Biography of Reverend Edward Duke 1779-1852

Reverend Edward Duke (age 23) was educated at Magdalen Hall, Oxford University being awarded BA in 1803 and MA in 1807.

On 24 Sep 1779 Reverend Edward Duke was born to Edward Duke of Lake House and Fanny Field at Lake House, Wilsford [Map].

In 1805 [his father] Edward Duke of Lake House died.

In 1813 Reverend Edward Duke (age 33) and Harriet Hinxman were married. They had four sons and four daughters.

Druidical Temples in the County of Wilts. The Druidical Temples Of The County Of Wilts. By The Rev. E. Duke (age 66), M.A. F.A.S. F.L.S. And Member Of The Archeological Institute Of Great Britain And Ireland. "Veterum volvens monumenta virorum." — Virgil. London: John Russell Smith, 4, Old Compton Street, Soho Square; Salisbury: W. B. Brodie and Co. MDCCCXLVI.

Stonehenge Edward Duke. Letter Relative to Stonehenge by the Reverend Edward Duke (age 71). 1851.

To The Secretary Of The Archaeolological Institute.

My dear Sir,

From the time that I heard of the archæological meeting in this neighbourhood, it had been my wish and hope to have offered to its members a paper on Stonehenge, to which I have given my attention for some years. As the time draws near, however, I find myself compelled, although reluctantly, to decline the more elaborate essay I had purposed. My health, broken by repeated and very severe attacks of illness, will not allow the application of mind to a subject for any length of time without injury.

If, however, you will permit me to do so, I shall venture to offer to your consideration, and submit to your judgment, some points which would have found a place in the contemplated essay, had I been able to complete it.

I think you may be aware that, about three years since, I put through the press a small volume bearing the title of the Druidical Temples of Wilts. In that work Stonehenge was considered as forming part of a planetarium, in connexion with Abury, in the more northern part of the county, and with a series of remains to be traced on the face of the intervening country, the gigantic proportions of which were such that its meridional line was extended no less than two-and-thirty miles. It was while my mind was engaged on this subject, subsequently however to the publication of the book, that the theory of the construction of Stonehenge was gradually presented to it, both with a more distinct outline and in fuller detail. I have not, indeed, found occasion to reject or displace any of the opinions I have formerly expressed: my later occupation has been to add to, and complete my view on this portion of my former subject.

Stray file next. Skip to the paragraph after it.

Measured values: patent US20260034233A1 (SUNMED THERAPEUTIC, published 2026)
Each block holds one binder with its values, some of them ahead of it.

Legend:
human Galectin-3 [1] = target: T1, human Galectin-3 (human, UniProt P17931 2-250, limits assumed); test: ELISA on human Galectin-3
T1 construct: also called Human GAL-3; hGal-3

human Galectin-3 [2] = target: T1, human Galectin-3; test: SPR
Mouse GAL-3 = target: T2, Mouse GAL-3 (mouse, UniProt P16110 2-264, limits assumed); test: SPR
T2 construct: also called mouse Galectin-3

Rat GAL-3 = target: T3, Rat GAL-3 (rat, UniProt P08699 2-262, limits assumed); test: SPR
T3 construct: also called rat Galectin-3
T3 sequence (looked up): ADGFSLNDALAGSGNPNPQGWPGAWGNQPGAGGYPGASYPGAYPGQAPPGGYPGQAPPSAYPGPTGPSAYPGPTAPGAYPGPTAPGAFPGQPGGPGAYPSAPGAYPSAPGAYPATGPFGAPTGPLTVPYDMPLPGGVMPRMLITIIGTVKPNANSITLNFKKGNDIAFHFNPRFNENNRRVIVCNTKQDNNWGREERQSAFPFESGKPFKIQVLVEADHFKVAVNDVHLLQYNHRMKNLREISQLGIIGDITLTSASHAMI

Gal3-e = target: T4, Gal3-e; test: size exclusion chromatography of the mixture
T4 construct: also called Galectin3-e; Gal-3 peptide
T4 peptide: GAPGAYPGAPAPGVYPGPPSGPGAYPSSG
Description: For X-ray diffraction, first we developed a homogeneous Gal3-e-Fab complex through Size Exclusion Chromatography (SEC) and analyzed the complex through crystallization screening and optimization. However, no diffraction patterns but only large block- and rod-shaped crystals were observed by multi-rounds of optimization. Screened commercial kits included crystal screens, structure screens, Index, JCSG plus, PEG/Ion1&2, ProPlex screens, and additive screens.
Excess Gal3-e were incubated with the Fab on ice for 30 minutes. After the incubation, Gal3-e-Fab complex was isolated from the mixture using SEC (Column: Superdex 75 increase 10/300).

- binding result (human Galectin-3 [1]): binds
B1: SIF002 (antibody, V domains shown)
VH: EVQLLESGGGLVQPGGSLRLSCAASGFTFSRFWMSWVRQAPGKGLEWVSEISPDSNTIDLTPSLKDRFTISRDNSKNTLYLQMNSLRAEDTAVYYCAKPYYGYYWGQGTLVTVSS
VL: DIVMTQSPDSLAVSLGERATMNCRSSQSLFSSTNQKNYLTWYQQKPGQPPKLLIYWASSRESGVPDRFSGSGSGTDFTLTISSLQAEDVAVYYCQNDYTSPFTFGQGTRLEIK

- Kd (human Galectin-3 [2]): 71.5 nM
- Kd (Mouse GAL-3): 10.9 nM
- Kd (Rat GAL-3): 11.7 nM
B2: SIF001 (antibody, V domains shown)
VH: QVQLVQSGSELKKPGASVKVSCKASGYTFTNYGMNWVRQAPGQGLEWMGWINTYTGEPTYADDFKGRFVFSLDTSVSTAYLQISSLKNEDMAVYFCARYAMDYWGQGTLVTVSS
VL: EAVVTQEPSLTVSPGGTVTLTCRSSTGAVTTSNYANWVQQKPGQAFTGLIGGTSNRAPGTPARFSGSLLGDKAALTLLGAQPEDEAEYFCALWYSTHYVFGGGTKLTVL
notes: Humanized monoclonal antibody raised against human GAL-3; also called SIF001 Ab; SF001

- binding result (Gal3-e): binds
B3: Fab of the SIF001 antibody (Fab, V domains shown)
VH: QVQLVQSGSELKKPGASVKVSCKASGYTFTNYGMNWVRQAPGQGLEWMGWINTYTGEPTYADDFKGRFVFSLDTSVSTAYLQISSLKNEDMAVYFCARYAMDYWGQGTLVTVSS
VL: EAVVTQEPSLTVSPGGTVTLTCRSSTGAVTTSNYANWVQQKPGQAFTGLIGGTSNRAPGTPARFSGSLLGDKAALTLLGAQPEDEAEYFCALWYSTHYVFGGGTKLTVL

I now, therefore, separate Stonehenge from Abury and the other sacred stations with which, for certain purposes, it was conjoined, and proceed to regard it (as, of course, it may be regarded) in the light of a temple standing alone, entire and perfect in itself, totus in se, teres, atque rotundus.

In approaching Stonehenge, it may be advisable for a stranger, who is making his inspection for the first time, to forbear entering the sacred precincts from that side by which he would naturally arrive on his road from Salisbury ; and to diverge from the path, till he come to the Gnomon, or index-stone, on the north-east side. He will walk from thence beneath the centre arch of the three imposts in front, and so proceed up the temple. In this way, with ordinary attention and intelligence, its plan will become evident at once, which otherwise must appear to the observer involved in a chaotic confusion.

We will suppose our Archaeologist arrived, for the first time in his life, at the outer circle of this venerable monument.